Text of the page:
Quick Hit: A decent addition to the new HP series – it never approaches the series at its height, but is serviceable throughout.
I was among the throngs of excited young children they were clamoring their parents to go at midnight to buy each new Harry Potter book throughout their releases. I was among those that went to midnight showings (yes, those were a thing once upon a time – none of this Thursday night at 7:00 release stuff) of each and every one of the eight Harry Potter films. I was also in the dedicated Pottermore readership when it was released that a new film following Newt Scamander would be coming to us soon. Seeing as I am a dedicated creature fan since before I could walk, magical creatures have always been a bit of a side fascination within literature and movies, and I was just right within the target for this film.
That being said, I enjoyed the film, but I don’t know if I would go as far as saying I loved the film. It was solid, with plenty of J.K.’s true humor. However, due to the fact its building up an entire country’s worth of magic, along with trying to slide as many references to the larger Wizarding world into it, it suffers from feeling like you are on the fringes of a bigger picture (much like the Marvel films can feel like at time).
Fantastic Beasts suffers and gains from the fact that we are entered into a world where magic is practiced and commonplace. It suffers because it pulls away some of the, well, magic from the story. But it is quite exhilarating when we are immediately plunged into characters that can Apparate at will and perform quick spells without speaking incantations all the time. It’s thrilling to be dropped into this world, and that’s why it’s all the better when we get a No-Maj that drops into it with us. With Dan Fogler’s Kowalski, we are given that magic back, at least for the scenes that he is in.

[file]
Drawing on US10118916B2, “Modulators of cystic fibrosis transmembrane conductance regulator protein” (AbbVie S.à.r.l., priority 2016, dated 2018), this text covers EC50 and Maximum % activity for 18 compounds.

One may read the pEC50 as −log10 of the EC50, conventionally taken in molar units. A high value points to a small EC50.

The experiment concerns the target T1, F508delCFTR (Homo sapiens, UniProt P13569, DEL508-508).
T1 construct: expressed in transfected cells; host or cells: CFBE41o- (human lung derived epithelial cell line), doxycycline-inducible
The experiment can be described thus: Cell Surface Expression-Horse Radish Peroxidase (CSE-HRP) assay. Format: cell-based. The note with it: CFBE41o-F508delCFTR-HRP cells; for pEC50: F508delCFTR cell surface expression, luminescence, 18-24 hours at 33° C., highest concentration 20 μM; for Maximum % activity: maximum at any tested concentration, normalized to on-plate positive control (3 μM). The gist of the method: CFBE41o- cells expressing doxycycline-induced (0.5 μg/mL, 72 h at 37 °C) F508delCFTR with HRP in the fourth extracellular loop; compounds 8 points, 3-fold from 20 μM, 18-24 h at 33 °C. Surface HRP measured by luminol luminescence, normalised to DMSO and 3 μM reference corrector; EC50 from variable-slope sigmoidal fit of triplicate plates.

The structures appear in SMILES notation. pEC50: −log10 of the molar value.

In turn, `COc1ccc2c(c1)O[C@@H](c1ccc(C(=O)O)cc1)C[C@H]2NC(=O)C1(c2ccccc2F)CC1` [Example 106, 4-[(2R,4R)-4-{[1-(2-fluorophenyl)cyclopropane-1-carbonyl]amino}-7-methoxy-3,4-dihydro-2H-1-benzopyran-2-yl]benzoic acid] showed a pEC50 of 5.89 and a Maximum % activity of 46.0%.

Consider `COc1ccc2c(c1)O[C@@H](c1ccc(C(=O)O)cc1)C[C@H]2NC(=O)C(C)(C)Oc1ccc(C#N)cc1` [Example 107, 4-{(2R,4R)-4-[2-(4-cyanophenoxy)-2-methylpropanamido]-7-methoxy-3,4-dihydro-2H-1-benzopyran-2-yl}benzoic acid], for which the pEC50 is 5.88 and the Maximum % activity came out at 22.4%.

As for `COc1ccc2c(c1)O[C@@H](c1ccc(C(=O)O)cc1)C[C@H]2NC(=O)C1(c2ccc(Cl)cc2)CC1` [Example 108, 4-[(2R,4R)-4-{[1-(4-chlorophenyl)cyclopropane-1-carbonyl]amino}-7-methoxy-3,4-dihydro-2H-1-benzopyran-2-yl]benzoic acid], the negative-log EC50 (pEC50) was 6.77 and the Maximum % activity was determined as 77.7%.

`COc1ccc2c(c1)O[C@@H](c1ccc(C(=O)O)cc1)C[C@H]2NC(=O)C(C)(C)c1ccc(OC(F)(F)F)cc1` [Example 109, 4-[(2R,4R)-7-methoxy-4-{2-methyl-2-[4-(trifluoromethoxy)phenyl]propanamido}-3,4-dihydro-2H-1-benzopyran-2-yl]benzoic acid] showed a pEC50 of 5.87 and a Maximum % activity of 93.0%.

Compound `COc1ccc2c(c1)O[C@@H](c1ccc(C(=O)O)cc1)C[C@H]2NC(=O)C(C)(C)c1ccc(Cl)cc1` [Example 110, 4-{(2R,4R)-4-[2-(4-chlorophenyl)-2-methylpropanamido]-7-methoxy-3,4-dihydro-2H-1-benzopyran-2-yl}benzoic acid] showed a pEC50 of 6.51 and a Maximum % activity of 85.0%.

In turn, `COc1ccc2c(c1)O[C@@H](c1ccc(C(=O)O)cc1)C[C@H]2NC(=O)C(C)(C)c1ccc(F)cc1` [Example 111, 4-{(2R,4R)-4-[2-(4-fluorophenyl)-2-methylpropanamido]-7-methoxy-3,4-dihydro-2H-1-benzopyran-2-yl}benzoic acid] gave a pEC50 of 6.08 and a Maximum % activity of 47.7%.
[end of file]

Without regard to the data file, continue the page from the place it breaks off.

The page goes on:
Really, it’s the side characters that inject the movie with life. Colin Ferrell is pretty vanilla as the bad guy, and though I typically enjoy Ezra Miller, I felt his potential was wasted here. Newt (Eddie Redmayne) is played with perfection, simultaneously awkward towards people, but delicately charming towards his beasts and creatures. For me, besides Fogler, who never once fumbles the ball, I really enjoyed Alison Sudol as Queenie. She gets to carry a lot of the emotional world building, and though I wasn’t necessarily a fan of the content inclusion, I really liked Queenie’s handling of it.
What was disappointing for me was that the entire movie ended up boiling down to a CGI spectacle, and a disappointing one at that. I really liked the idea of the obscurial – something so simple and yet so powerful (though it raises questions about why exactly Harry didn’t turn into one, with the way he was beaten into submission by the Dursleys). I didn’t like the final reveal, which to me seemed rather obvious given the inclusion of certain characters (that Economy of Characters thing again).
When all things are considered, I think this entry will please most Potter fans. We have a new hero, who is probably more interesting than Harry already (my, my did I actually type that), and some fun new characters. I’m going to give Fantastic Beasts and Where to Find Them a “B”.
For more on this movie check out IMDB.
"All work and no play makes Jack a dull boy"